Hasekura Rokuemon Tsunenaga. Born 1571 of Japanese imperial descent; baptised into the Catholic church as Francisco Felipe Faxicura in Spain, 1615.
Claim to fame
In 1613, seven years before the Mayflower headed to the New World, Hasekura set sail from the small Japanese port of Tsukinoura, crossed the Pacific, travelled overland through Mexico, then sailed all the way to Europe. He was accompanied by about 20 fellow countrymen – in all likelihood, the first Japanese to cross the Atlantic. They visited Seville, were received by the King of Spain, popped briefly to France, and travelled to Rome for an audience with the pope in 1615. The purpose of Hasekura’s embassy seems to have been to establish cultural and trading links with Europe.
When he left Japan, Hasekura began a journal about his experiences. Unfortunately, this was lost or destroyed on his return. There are, however, records of his visit in European archives. It was the discovery of these in the 19th century that reignited Japanese interest in their forgotten emissary. Some of the historical evidence is collected in an appendix to Shusaku Endo’s excellent 1982 novel about Hasekura’s journey, The Samurai.
Hasekura was painted during his visit to Rome by the artist Claude Deruet. It shows him wearing a beautiful silk outfit embroidered with animals and grasses, but the eye is drawn to a pair of swords at his waist, symbols of his status as a samurai.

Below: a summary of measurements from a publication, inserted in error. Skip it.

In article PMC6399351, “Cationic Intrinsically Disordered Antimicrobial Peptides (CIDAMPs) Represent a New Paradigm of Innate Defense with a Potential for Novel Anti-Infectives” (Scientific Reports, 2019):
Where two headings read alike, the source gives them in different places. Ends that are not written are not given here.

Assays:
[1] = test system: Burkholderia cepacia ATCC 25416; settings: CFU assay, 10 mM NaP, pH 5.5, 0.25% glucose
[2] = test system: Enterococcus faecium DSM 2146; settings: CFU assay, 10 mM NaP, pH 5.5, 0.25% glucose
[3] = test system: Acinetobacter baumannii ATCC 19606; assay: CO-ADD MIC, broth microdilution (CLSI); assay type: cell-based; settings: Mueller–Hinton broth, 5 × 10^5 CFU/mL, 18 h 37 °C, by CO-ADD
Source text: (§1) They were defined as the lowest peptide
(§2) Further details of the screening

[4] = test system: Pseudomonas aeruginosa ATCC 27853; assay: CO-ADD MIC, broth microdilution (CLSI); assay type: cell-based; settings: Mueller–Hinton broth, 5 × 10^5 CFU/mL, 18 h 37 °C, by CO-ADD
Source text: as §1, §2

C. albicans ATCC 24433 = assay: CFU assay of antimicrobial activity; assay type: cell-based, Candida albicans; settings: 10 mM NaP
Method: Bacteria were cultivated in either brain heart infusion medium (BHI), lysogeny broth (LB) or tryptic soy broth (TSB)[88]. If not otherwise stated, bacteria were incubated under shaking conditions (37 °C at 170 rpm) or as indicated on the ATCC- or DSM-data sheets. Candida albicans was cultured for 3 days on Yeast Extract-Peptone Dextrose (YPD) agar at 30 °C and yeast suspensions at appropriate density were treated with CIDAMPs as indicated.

Hasekura’s trip was astonishingly badly timed. When he returned to Japan in 1620, having been baptised into the Catholic church, the country had begun to persecute Christians and was about to retreat into sakoku, the centuries-long policy of isolation that weirdly foreshadowed Brexit. With Japanese Euroscepticism triumphant, Hasekura was persona non grata. He vanishes from history. One hint of his fate is the fact that in 1640 his son was forced to disembowel himself because of alleged sympathies towards the illegal Christian religion.
It’s not so much that Hasekura was intrepid – though he clearly was – but that his journey helps correct the Eurocentric bias of many assumptions about explorers. Whatever his aims, the mind boggles at the thought of armed samurai wandering around the Europe of El Greco and Cervantes: 7.
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